Understand Your Target Audience's Voice

Everyday language differs from one state to the next and country to another. Investigate regional dialects to ensure that the language you employ in your geotargeted adverts corresponds to the locale to which they are directed. Some people call a Coke "pop." Others will say "cola" or "soda."

Have a good time with this! If you're targeting younger audiences, research popular language and see if you can seamlessly include it in your ads. Proceed with caution and double-check if the slang is still in use. If it appears forced, your business may never recover.

Location! Location! Location!

Not only is it critical to pick the appropriate locations, but it's also critical to avoid the wrong ones. Your ad should indeed be presented to a demographic you know would be interested, saving you the time and money it would take to explain your error if someone tried to order anything to a location where people won't have the chance to elect you. Limit your ad spend in their area if they don't work or live in your district and use it in places where they do!

Collecting the Right Votes

Driving the right visitors to your campaign site can save you both time and money. Time and money spent on unqualified leads and poor marketing strategies are among the largest wastes of resources in many campaigns and indeed in many organizations in general. If you don't target accurately, you wind up developing and disseminating communications with a very low possibility of achieving intended results with unqualified prospects. Your elected officials waste time and energy on ineffective activities and talk with people who have no interest in your election.

Consider pay-per-click (PPC) advertising. So, what exactly is Pay Per Click marketing? Advertisers pay a fee each time their adverts are clicked under the programmatic internet marketing paradigm. When combined with audience targeting, this can be quite effective, but when it isn't, the effects can be terrible. You could pay $1,500 for 1,000 clicks and just collect one vote. That's a minuscule return on investment. You may have fewer visits when you target the advertisements that lead to clicks, but these people are more likely to buy your product or service. Instead of wasting money on clicks, you're attracting the attention of people who could and would vote for you if they knew what you stood for.

Be a Political Weatherman

Before you spend a dollar, use campaign forecasting to understand better how your campaign will scale and perform. You may prepare your political campaign strategy in this manner not only swiftly but also effectively. Forecasting will enable you to find the most valuable possibilities and, consequently, reach customers through the most effective media mix.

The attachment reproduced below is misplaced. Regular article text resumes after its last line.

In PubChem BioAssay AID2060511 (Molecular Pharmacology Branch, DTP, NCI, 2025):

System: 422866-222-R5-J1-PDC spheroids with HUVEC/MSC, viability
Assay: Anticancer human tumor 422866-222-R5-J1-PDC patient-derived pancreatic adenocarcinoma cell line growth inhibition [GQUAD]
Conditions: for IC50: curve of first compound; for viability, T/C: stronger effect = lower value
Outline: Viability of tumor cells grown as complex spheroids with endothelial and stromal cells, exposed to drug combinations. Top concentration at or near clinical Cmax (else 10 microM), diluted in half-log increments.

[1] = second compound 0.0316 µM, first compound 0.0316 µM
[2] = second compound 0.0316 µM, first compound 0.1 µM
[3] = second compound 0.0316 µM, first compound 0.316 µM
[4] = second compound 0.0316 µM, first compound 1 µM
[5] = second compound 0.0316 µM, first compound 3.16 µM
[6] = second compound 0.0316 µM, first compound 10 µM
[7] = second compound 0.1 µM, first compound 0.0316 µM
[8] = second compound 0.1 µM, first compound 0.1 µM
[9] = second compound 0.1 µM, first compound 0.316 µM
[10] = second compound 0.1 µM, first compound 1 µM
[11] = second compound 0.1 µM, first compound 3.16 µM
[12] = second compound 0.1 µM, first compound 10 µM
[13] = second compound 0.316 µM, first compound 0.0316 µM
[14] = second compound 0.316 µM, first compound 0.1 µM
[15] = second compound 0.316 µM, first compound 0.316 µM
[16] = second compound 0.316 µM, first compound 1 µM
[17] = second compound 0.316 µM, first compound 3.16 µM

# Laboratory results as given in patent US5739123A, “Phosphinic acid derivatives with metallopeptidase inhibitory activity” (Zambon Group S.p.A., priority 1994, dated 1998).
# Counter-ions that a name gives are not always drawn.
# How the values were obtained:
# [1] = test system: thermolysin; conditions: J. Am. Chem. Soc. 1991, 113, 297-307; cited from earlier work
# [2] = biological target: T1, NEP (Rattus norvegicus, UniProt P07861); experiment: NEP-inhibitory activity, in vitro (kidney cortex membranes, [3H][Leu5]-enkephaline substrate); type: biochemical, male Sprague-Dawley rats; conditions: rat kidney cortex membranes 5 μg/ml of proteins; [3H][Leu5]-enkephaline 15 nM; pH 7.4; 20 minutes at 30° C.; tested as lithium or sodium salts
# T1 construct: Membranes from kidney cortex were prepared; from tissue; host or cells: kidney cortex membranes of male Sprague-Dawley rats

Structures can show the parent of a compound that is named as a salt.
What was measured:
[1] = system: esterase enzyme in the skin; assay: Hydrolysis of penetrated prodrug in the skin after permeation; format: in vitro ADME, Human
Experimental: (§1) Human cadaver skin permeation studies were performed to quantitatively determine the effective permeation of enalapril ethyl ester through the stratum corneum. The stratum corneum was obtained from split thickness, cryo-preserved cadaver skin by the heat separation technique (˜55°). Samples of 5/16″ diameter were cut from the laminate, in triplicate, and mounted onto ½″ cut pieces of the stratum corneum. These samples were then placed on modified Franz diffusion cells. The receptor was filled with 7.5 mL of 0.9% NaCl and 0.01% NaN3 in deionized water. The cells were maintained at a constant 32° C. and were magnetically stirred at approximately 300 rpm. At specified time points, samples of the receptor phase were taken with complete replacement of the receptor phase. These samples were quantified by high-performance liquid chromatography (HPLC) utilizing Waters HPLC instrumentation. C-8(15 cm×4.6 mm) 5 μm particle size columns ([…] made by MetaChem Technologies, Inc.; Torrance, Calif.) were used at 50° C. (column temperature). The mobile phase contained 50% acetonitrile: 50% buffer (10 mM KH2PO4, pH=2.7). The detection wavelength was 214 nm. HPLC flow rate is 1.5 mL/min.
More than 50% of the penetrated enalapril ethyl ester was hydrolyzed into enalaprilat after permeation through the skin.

Forecasting is best used in the early planning stages of political campaigns since it is designed to assist you in determining how successful your campaign will scale before it is launched. You're in the best possible position to use this technology if you know what your financial plan is and what places and voters you want to target.

Methods of Political Forecasting

Averaging Poll Results

Integrating poll data reduces a poll's forecasting errors. Average total poll results, such as the RealClearPolitics poll average, are included in political forecasting models.

Poll Damping

When faulty public opinion-makers are not being used in a forecast model, poll damping occurs. For example, early in a campaign, polls are poor predictors of voters' ultimate selections. Ahead of an election, poll findings are a more reliable predictor.

Regression Models

Political scientists and economists frequently use regression models of previous elections. This is done to aid in the prediction of political party votes, such as Democrats and Republicans in the United States. The data aids their party's next presidential candidate in making predictions about the future. A public opinion parameter, a trial heat poll, or a presidential approval rating are usually included in most models. Provided with both polling data and prior voting patterns for each state, Bayesian analytics may be used to calculate the procedure yields of the true proportion of voters who will vote for every contender in each state. As Election Day advances, each poll can be weighted based on its age and size, resulting in a very dynamic forecasting method.

More Useful Forecasting Vocabulary

Likely/Favored

The seat is not expected to be extremely contested at this time; therefore, the party is likely to remain intact, but this could change.

Lean

In surveying and forecasting, one party or candidate has a minor edge, but other scenarios are possible.

Solid

It's quite improbable that the present party in power will change in the current election.

Tilt.

Used less frequently than the other phrases but denotes a minor advantage to one party or the other.

Toss-Up

These are the seats that are thought to be the most competitive, with multiple parties having a chance to win.

Where the Data Comes From